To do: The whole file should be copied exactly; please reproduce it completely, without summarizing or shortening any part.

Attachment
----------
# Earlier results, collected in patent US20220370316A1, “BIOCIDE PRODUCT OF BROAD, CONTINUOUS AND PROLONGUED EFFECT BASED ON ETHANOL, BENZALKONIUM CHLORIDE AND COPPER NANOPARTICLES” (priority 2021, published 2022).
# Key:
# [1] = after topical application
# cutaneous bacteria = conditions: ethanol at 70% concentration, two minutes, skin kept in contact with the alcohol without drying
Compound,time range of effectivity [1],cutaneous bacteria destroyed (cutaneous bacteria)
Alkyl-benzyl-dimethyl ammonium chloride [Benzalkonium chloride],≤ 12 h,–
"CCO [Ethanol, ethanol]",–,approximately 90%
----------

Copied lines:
# Earlier results, collected in patent US20220370316A1, “BIOCIDE PRODUCT OF BROAD, CONTINUOUS AND PROLONGUED EFFECT BASED ON ETHANOL, BENZALKONIUM CHLORIDE AND COPPER NANOPARTICLES” (priority 2021, published 2022).
# Key:
# [1] = after topical application
# cutaneous bacteria = conditions: ethanol at 70% concentration, two minutes, skin kept in contact with the alcohol without drying
Compound,time range of effectivity [1],cutaneous bacteria destroyed (cutaneous bacteria)
Alkyl-benzyl-dimethyl ammonium chloride [Benzalkonium chloride],≤ 12 h,–
"CCO [Ethanol, ethanol]",–,approximately 90%